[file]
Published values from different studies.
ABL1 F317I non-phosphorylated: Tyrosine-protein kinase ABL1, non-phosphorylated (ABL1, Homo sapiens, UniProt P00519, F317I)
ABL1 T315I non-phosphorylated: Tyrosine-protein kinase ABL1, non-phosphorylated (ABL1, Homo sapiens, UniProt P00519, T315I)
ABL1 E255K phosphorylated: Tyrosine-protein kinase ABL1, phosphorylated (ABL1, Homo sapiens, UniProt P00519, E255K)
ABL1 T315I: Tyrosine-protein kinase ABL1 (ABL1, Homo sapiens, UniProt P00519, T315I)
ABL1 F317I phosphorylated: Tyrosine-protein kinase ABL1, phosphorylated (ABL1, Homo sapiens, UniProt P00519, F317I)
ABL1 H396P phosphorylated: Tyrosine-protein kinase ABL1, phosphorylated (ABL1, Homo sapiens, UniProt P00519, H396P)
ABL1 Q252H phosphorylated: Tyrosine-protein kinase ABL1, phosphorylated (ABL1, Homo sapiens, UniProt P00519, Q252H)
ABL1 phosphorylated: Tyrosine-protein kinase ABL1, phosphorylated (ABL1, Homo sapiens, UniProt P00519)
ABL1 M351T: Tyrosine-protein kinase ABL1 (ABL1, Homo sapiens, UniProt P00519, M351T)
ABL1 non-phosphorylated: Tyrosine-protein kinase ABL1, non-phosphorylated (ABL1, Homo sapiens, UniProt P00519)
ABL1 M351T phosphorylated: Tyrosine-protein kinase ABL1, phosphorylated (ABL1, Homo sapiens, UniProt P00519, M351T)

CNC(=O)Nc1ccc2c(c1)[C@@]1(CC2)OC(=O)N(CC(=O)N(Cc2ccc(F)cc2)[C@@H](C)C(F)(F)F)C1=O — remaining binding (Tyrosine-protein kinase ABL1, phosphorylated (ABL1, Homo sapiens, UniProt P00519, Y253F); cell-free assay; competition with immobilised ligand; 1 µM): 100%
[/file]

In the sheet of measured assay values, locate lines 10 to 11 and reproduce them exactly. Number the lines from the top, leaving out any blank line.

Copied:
ABL1 M351T: Tyrosine-protein kinase ABL1 (ABL1, Homo sapiens, UniProt P00519, M351T)
ABL1 non-phosphorylated: Tyrosine-protein kinase ABL1, non-phosphorylated (ABL1, Homo sapiens, UniProt P00519)